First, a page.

Federal

Nov 29, 2017

Marriage equality amendments given short shrift as true Libs stand up

A handful of Liberals are standing by the traditions of their party and helping defeat efforts to use the marriage equality bill to expand discrimination.

Bernard Keane — Politics editor

Bernard Keane

Politics editor

Coalition Senator Dean Smith

One by one, the marriage equality amendments went down, yesterday. Division by division, the dead-enders lost. And not just lost narrowly. They were thumped, time and time again. Mostly they were amendments from Liberal senators David Fawcett and James Paterson, trying to shoehorn into Dean Smith's marriage equality bill provisions protecting those prepared to act on their dislike of same-sex relationships. Civil celebrants would be allowed to refuse same-sex couples. Opponents of marriage equality would have an unmitigated right to "manifest that belief". Parents would be allowed to withdraw their children from classes where marriage equality was mentioned. Other, more minor, amendments followed.

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23 comments

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23 thoughts on “Marriage equality amendments given short shrift as true Libs stand up

  1. Xoanon

    Well said. The one really good thing to come out of this silly survey process was the utter demolition of the argument that these right-wing reactionaries represent a “silent majority”. Gone, exploded, destroyed. Now get out of the way of progress!

    1. rhwombat

      Strident minority…or to give them their true appellation: The Exclusive Brethren.

  2. Hugh (Charlie) McColl

    The bill has just passed in the Senate, 40-something to 12. Hoo ray!

  3. AR

    The rabid wanted a popular voice – they got it.
    To paraphrase “Better to be thought a bigot than demand a vote on it”.

  4. James Richards

    Any Senator who’s STATE voted yes should have voted accordingly, similarly the house of Reps should obey the will of their electorate. I know this will annoy a couple of ALP Members, but the right to a conscience vote was forfeited by the Vote on the Postal Survey.

    1. Marion Wilson

      Russell Broadbent’s electorate voted yes but he has said that he will vote against marriage equality. He is voicing his dedicated commitment to himself.

    2. Wayne Cusick

      That would be all of them.

      If you asked the same of the HoR it would be 133:17 for.

    3. George

      This horrible new beast, the advisory referendum, must not be used to force members of parliament to slavishly accept some assumed or interpreted “will of the people”. I’m very happy that marriage equality will soon be on the books but look at the train crash that is Brexit for a frightening counter example of how advisory referenda can bugger up good sense and parliamentary tradition.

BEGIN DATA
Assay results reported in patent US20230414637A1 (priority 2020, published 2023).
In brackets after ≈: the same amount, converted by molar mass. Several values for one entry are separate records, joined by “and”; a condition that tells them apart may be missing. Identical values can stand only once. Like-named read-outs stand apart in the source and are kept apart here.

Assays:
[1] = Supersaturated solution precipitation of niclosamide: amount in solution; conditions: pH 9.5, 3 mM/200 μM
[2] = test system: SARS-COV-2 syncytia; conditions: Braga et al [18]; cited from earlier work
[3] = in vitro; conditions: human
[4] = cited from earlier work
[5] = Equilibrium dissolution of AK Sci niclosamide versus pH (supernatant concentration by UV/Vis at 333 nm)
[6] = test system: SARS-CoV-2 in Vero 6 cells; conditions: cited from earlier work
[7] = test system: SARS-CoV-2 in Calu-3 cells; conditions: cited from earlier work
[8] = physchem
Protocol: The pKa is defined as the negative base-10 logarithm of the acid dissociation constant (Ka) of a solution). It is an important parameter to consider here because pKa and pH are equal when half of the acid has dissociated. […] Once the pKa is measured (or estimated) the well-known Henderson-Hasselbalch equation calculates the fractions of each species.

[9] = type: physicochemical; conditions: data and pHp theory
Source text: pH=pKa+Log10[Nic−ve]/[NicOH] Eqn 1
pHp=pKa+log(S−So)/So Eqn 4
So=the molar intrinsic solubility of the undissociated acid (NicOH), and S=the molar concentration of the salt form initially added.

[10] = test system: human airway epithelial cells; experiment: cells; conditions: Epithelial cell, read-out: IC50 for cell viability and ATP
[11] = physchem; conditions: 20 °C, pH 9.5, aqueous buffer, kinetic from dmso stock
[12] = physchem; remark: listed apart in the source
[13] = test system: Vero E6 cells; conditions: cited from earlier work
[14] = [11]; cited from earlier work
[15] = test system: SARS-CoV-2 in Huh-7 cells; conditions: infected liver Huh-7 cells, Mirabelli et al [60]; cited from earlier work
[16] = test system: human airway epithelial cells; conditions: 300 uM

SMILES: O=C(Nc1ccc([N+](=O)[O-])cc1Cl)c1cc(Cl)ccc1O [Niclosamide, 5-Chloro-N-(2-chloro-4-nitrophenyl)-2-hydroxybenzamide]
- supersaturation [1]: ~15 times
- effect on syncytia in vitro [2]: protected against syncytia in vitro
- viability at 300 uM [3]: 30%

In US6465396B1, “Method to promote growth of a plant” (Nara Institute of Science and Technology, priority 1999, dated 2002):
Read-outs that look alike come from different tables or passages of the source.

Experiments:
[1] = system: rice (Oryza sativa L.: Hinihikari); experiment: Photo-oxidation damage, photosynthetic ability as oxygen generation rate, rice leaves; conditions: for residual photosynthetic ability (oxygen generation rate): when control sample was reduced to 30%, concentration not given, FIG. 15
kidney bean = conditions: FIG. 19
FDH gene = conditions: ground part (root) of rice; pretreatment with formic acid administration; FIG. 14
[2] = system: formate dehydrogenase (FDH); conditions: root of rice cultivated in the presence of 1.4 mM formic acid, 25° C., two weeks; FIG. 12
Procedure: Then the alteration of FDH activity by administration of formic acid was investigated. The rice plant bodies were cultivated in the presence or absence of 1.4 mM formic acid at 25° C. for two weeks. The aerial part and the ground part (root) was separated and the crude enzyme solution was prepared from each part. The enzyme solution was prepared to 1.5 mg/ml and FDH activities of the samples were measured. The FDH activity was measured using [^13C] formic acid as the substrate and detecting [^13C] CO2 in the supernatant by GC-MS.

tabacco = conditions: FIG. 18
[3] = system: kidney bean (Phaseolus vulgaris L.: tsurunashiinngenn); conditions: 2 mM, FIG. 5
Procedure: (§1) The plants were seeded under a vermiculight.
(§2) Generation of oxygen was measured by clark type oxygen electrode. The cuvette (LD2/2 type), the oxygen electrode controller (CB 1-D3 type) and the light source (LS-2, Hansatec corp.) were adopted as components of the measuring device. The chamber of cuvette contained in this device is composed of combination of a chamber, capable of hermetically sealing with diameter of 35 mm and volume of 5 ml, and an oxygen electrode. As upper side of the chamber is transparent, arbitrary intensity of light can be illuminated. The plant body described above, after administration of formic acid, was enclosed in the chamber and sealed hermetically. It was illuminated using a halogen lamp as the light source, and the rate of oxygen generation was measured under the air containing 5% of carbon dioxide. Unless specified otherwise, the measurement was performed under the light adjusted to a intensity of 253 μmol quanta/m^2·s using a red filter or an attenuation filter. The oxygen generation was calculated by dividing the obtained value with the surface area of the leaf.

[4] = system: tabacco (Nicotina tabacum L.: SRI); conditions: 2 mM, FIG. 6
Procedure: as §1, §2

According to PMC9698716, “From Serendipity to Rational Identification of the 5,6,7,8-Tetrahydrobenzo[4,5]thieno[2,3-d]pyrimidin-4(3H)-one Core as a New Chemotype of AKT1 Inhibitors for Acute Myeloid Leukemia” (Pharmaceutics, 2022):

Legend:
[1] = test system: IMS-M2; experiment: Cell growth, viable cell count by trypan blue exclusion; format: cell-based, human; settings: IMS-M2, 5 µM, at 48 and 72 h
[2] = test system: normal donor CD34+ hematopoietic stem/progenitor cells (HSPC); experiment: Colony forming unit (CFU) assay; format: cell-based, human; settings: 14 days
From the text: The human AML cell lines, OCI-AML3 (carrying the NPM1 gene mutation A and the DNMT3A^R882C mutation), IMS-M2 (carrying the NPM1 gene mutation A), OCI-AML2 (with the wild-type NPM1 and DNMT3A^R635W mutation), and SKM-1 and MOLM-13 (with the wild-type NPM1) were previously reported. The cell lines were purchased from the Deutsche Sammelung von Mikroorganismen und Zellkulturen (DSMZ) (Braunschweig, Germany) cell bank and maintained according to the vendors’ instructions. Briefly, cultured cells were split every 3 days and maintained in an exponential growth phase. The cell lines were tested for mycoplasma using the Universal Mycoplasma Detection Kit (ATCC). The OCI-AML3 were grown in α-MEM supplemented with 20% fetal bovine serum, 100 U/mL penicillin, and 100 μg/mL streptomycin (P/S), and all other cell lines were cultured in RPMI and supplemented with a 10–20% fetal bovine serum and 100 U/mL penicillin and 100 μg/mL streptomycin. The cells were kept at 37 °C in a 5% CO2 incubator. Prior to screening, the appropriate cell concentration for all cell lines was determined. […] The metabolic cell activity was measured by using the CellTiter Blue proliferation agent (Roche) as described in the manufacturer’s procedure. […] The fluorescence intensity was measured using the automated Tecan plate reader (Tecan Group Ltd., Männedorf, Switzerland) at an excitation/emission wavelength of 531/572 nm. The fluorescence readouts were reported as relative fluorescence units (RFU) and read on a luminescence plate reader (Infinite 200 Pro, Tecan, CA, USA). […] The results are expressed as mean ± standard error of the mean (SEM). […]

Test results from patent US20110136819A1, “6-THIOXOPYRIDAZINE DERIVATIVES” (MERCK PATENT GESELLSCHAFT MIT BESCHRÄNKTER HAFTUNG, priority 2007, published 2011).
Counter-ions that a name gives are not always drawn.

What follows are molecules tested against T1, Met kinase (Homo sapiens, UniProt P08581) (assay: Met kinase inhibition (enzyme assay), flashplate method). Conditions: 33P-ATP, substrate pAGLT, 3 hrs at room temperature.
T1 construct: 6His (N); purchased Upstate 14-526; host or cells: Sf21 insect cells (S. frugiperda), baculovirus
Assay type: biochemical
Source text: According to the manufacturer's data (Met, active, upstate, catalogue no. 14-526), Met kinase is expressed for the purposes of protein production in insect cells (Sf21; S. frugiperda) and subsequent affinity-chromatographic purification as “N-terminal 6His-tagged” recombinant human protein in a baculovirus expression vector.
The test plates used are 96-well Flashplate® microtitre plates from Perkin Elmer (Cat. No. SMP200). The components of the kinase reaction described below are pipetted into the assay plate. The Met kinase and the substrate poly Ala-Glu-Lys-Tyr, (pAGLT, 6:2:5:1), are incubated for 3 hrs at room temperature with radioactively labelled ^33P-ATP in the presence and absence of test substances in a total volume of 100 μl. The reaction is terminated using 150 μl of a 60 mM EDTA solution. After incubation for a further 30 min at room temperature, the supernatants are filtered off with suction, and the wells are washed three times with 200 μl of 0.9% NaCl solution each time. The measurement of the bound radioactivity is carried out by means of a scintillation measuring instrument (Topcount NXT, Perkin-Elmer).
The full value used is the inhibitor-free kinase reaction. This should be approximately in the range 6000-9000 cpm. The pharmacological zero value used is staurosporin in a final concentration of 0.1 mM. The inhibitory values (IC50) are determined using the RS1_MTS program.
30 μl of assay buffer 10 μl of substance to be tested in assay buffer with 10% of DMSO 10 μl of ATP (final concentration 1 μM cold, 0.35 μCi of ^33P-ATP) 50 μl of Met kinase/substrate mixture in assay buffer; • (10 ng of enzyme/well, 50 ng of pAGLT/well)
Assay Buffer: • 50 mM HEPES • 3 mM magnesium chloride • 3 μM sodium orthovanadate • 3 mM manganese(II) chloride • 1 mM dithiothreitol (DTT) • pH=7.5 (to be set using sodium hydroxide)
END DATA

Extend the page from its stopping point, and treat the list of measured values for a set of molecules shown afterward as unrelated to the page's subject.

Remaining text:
1. AR

        I tend to agree but, as a fully paid up member of the Great Unwashed, resent your casting nasturtiums.

  5. Duncan Gilbey

    Yesterday, Turnbull was (again!) urged to release his “inner mongrel”. He should have done that two years ago – on the Right of the Liberal Party.

    Same Sex Marriage and proposals for amendments to same are but skirmishes along the way for the Right. The greater game is for control of the party. As the numbers from yesterday’s votes show, they are a sizeable minority and they will continue to agitate from within.

    This does not bode well for Turnbull.

    1. DF

      Turnbull’s just a con man who does deals and moves on before it catches up with him. Now he’s at the top of the ladder, he’s got nowhere to run to. As the former Liberal adviser bloke on The Drum on Monday night said – for Turnbull, politics is just a vanity project. If you haven’t yet, read Guy Rundle’s examination of him in The Saturday Paper of 18 Nov, and Noel Pearson’s flaying of him in The Monthly of December.

    2. lykurgus

      His “outer c*nt” wasn’t enough? Not even his outer shitbird? Hard to please, you are.

  6. shea mcduff

    Thanks to the Liberals and Nats this vote is years, decades maybe, overdue. So no credit to them or their current leader.

  7. Raaraa

    I am curious as to what the Greens and Leyonhjelm amendments were.

  8. thelorikeet

    I wonder why and when Sir George found his mojo? I’d love a BK analysis of this. Has he been liberated (ha-hum) by the prospect or promise of an alternative? Has he rediscovered a small-l-liberal soul? Is there something else that only and astute (ie Bernard Keane) observer can disclose? Whatever there seems to have been an genuine sea change for our Georgie … très intéressant, très, très, très intéressant !

    1. DF

      If you frequent the Kingston area of Canberra, you can sometimes see GB sharing coffee on a Sunday afternooon in Green Square, in similar company to that enjoyed by Labor’s Michael Tate from back in the 80s. I hope happy days lie ahead for him.

  9. Robert Smith

    Once in a while Brandis surprises me.

    1. AR

      He rarel surprises me except to disappoint even more than usual.

  10. bref

    In arguing against the Greens amendment today, a Liberal senator, who’s name escapes me, made the point that whatever the Greens propose today, Labor will propose in 5 years time. He meant it as a warning and insult. What totally escapes his awareness is that it’ll take the Liberals 10 to 15 years or longer to reach the same level of enlightenment. Talk about old, grey haired and soon-to-be irrelevants.

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